Predictions 2021: Prospective

My previous blog was on retrospective predictions. Of course there’s selection bias but I tried to make sure that I picked at least a few that I did terribly with. This blog is prospective. Future looking. As of March 5, 2021. I crowd sourced some questions. If you have any more, leave them in the comments and I’ll add them, with the appropriate dates and commentary. In a year or so I’ll do another fresh blog and grade myself. Nuclear fusion propulsion is probably necessary for human travel to the outer solar system or other stars. It might work a … Continue reading Predictions 2021: Prospective

Predictions: Retrospective

Prediction blogs seem to be in vogue. I suppose the idea is if you can demonstrate a track record of correct predictions then maybe you have some real insight? Or got lucky a few times? In any case, making bad predictions would seem to indicate poor insight. So I’m going to do two prediction blogs. This one is retrospective. I’m mining my past public statements for predictions and grading them on accuracy. The next one is prospective, talking about stuff that’s coming up or things that people have asked me. Starship architectureIn January 2017, I published a book on transport … Continue reading Predictions: Retrospective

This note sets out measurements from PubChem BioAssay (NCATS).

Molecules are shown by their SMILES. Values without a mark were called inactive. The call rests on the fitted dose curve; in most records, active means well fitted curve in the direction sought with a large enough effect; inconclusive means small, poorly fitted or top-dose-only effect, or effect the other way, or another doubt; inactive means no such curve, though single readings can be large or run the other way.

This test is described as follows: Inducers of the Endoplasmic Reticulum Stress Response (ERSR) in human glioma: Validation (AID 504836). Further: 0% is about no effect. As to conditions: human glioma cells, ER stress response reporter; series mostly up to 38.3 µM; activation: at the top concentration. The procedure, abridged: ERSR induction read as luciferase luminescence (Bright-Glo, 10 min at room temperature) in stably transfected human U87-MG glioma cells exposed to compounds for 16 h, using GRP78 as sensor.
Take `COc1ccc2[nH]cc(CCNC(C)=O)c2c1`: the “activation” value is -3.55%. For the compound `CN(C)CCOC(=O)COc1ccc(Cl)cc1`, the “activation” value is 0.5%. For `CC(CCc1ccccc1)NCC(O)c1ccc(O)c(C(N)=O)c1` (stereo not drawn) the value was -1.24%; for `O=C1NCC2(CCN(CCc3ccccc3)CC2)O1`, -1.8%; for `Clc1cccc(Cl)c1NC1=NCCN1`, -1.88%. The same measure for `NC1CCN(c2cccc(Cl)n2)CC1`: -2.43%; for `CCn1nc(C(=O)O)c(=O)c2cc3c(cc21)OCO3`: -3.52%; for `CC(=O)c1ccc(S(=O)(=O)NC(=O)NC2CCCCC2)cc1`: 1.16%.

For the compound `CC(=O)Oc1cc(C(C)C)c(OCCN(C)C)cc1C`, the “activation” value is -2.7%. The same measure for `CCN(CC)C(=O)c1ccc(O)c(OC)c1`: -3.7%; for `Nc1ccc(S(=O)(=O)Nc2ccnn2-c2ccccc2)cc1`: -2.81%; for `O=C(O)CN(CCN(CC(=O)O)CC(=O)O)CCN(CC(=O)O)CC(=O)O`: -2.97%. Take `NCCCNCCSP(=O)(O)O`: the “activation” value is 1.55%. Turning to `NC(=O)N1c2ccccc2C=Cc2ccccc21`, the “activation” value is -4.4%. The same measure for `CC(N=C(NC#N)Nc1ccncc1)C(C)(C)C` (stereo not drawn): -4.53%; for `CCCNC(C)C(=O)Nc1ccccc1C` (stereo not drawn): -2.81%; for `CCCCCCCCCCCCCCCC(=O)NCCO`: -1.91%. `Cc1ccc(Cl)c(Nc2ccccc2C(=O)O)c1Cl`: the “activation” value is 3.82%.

SLS: What now?

“Okay, wise guy, the SLS hasn’t turned out, everyone knows that, what do we do now?” Quoth some person on the internet. This blog is a followup to my previous post on the SLS and its fundamentally compromised architecture. I have been pleasantly surprised by positive responses and feel that I might have gotten closer to the mark than I at first thought. Indeed, not one week later, former JSC director George Abbey wrote a policy paper focusing on SLS’s excessive costs. The SLS is both a cause and symptom of deeply challenging issues within US space flight, and identifying … Continue reading SLS: What now?